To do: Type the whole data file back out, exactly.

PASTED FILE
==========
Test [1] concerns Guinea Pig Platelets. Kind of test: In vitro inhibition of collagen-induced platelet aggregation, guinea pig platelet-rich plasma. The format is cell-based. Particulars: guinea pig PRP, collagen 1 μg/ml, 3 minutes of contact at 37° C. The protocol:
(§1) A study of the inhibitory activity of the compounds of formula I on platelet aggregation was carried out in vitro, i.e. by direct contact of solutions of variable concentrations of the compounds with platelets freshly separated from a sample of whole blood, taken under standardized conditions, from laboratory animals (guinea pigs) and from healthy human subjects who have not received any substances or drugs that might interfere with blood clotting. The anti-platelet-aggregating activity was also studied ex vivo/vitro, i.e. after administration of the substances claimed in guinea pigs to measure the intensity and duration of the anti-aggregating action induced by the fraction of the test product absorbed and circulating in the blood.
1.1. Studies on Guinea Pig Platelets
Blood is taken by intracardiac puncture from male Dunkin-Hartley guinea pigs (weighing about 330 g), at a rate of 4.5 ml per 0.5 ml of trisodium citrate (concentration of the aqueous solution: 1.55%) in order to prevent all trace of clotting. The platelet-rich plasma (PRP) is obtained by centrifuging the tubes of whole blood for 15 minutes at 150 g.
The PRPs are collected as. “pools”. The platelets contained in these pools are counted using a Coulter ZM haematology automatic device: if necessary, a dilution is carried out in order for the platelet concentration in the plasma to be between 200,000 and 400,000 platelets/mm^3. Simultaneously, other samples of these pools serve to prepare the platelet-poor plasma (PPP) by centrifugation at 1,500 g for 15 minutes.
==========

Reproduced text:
Test [1] concerns Guinea Pig Platelets. Kind of test: In vitro inhibition of collagen-induced platelet aggregation, guinea pig platelet-rich plasma. The format is cell-based. Particulars: guinea pig PRP, collagen 1 μg/ml, 3 minutes of contact at 37° C. The protocol:
(§1) A study of the inhibitory activity of the compounds of formula I on platelet aggregation was carried out in vitro, i.e. by direct contact of solutions of variable concentrations of the compounds with platelets freshly separated from a sample of whole blood, taken under standardized conditions, from laboratory animals (guinea pigs) and from healthy human subjects who have not received any substances or drugs that might interfere with blood clotting. The anti-platelet-aggregating activity was also studied ex vivo/vitro, i.e. after administration of the substances claimed in guinea pigs to measure the intensity and duration of the anti-aggregating action induced by the fraction of the test product absorbed and circulating in the blood.
1.1. Studies on Guinea Pig Platelets
Blood is taken by intracardiac puncture from male Dunkin-Hartley guinea pigs (weighing about 330 g), at a rate of 4.5 ml per 0.5 ml of trisodium citrate (concentration of the aqueous solution: 1.55%) in order to prevent all trace of clotting. The platelet-rich plasma (PRP) is obtained by centrifuging the tubes of whole blood for 15 minutes at 150 g.
The PRPs are collected as. “pools”. The platelets contained in these pools are counted using a Coulter ZM haematology automatic device: if necessary, a dilution is carried out in order for the platelet concentration in the plasma to be between 200,000 and 400,000 platelets/mm^3. Simultaneously, other samples of these pools serve to prepare the platelet-poor plasma (PPP) by centrifugation at 1,500 g for 15 minutes.